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Claire of the Sea Light (Vintage Contemporaries) Kindle Edition

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Length: 258 pages Word Wise: Enabled Enhanced Typesetting: Enabled
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Editorial Reviews

From Booklist

In interlocking stories moving back and forth in time, Danticat weaves a beautifully rendered portrait of longing in the small fishing town of Ville Rose in Haiti. Seven-year-old Claire Faustin’s mother died giving birth to her. Each year, her father, Nozias, feels the wrenching need to earn more money than poor Ville Rose can provide and to find someone to care for Claire. Gaelle Lavaud, a fabric shop owner, is a possible mother for the orphaned child, but she is haunted by her own tragic losses. Bernard, who longs to be a journalist and create a radio show that reflects the gang violence of his neighborhood, is caught in the violence himself. Max Junior returns from Miami on a surreptitious mission to visit the girl he impregnated and left years ago and to remember an unrequited love. Louise George, the raspy voice behind a gossipy radio program, is having an affair with Max Senior, head of the local school, and teaches the ethereally beautiful Claire. Their stories and their lives flow beautifully one into another, all rendered in the luminous prose for which Danticat is known. HIGH-DEMAND BACKSTORY: The best-selling Danticat’s (Brother, I’m Dying, 2007) return to fiction after nine years is sure to be highly anticipated --Vanessa Bush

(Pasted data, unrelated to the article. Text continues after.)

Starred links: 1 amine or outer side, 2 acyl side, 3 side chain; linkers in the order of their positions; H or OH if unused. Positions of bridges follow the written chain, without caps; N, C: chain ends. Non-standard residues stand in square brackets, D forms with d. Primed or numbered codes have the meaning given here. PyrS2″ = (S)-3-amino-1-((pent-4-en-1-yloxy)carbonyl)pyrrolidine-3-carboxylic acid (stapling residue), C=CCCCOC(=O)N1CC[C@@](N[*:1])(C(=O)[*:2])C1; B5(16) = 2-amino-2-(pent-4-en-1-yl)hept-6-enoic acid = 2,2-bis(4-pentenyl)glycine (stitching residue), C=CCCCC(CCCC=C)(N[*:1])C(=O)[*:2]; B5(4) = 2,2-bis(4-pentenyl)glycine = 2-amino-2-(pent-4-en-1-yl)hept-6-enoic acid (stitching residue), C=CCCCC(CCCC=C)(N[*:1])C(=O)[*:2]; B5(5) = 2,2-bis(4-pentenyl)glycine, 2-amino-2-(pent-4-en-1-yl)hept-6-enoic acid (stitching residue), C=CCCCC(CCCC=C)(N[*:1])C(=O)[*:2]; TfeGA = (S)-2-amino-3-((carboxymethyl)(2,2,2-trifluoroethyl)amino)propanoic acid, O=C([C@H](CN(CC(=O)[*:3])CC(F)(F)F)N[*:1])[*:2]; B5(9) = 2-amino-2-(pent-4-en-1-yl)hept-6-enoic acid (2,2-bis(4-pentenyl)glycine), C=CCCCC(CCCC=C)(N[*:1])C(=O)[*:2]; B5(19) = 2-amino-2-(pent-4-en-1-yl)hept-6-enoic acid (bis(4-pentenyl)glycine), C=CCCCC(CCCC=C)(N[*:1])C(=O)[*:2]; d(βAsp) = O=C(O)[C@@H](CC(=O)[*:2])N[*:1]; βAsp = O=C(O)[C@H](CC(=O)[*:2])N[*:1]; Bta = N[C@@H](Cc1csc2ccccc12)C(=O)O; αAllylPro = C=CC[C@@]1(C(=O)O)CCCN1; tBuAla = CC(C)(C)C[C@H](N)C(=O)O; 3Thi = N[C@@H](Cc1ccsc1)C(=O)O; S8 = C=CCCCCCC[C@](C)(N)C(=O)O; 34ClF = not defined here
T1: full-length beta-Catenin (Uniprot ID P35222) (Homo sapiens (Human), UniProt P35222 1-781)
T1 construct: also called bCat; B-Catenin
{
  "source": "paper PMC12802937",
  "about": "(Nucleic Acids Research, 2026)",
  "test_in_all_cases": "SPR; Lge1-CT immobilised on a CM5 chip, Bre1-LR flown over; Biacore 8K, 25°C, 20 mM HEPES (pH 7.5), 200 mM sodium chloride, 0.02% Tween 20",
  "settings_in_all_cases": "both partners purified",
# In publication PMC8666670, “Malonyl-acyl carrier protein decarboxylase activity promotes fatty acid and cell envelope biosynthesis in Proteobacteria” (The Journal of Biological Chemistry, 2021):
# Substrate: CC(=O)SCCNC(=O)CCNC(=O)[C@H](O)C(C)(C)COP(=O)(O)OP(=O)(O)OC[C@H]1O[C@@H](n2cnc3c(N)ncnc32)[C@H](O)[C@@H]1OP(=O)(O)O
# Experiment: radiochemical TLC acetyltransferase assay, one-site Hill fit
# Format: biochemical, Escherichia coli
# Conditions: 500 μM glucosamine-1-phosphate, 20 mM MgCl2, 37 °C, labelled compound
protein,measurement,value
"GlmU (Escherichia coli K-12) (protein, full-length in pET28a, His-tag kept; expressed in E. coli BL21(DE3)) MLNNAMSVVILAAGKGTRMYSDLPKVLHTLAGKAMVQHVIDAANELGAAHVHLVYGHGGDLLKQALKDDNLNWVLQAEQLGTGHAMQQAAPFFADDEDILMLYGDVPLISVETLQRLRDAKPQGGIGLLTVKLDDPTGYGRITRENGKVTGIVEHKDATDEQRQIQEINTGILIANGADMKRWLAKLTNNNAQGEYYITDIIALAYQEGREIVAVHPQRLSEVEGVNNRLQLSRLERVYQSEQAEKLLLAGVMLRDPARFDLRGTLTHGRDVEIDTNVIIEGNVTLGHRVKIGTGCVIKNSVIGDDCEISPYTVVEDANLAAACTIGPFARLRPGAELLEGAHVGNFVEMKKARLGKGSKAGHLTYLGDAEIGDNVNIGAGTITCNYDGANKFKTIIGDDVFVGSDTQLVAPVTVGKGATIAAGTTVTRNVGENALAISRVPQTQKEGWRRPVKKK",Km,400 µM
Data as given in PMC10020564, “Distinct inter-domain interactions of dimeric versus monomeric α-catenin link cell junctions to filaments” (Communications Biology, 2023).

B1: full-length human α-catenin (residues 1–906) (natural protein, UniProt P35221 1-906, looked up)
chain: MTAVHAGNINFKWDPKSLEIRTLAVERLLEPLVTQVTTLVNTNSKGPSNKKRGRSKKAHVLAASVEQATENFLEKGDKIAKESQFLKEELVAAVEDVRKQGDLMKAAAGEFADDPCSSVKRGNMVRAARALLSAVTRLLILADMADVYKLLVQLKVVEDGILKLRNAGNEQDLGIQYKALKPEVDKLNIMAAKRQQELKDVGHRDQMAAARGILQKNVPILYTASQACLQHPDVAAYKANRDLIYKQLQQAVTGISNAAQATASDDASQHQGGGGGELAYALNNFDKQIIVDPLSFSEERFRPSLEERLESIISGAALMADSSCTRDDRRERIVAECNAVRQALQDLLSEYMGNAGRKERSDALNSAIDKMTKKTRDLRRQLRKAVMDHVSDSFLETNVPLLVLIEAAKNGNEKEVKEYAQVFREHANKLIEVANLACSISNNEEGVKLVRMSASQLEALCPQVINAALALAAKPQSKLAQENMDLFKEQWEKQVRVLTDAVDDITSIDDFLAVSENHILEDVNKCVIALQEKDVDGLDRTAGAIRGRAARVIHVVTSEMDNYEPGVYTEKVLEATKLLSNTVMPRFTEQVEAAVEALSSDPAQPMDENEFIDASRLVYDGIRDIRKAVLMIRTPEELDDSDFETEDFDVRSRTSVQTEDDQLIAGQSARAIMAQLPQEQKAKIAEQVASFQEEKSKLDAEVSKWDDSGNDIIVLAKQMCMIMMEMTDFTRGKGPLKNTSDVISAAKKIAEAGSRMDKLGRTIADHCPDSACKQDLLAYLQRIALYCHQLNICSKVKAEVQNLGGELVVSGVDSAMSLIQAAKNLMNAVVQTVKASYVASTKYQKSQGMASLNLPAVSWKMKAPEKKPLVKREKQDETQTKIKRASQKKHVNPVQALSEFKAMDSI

'Magnificent ... this is a book that draws its power from its clear-eyed look at both love and decay' Kamila Shamsie, Guardian. 'A jewel - a remarkable book, as luminous as its title' Ann Patchett. 'A haunting new novel ... Writing with lyrical economy and precision, Ms. Danticat recounts her characters' stories in crystalline prose that underscores the parallels in their lives' New York Times.

Product Details

  • File Size: 3245 KB
  • Print Length: 258 pages
  • Page Numbers Source ISBN: 0307472272
  • Publisher: Vintage (August 27, 2013)
  • Publication Date: August 27, 2013
  • Sold by: Random House LLC
  • Language: English
  • ASIN: B00BO4GR4Y
  • Text-to-Speech: Enabled
  • X-Ray:
  • Word Wise: Enabled
  • Lending: Not Enabled
  • Enhanced Typesetting: Enabled
  • Amazon Best Sellers Rank: #42,043 Paid in Kindle Store (See Top 100 Paid in Kindle Store)
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More About the Author

Edwidge Danticat was born in Haiti in 1969 and came to the United States when she was twelve years old. She graduated from Barnard College and received an M.F.A. from Brown University. She made an auspicious debut with her first novel, Breath, Eyes, Memory, and followed it with the story collection Krik? Krak!, whose National Book Award nomination made Danticat the youngest nominee ever. She lives in New York.

Customer Reviews

Most Helpful Customer Reviews

52 of 57 people found the following review helpful By B. Case TOP 500 REVIEWERVINE VOICE on July 10, 2013
Format: Hardcover Vine Customer Review of Free Product ( What's this? )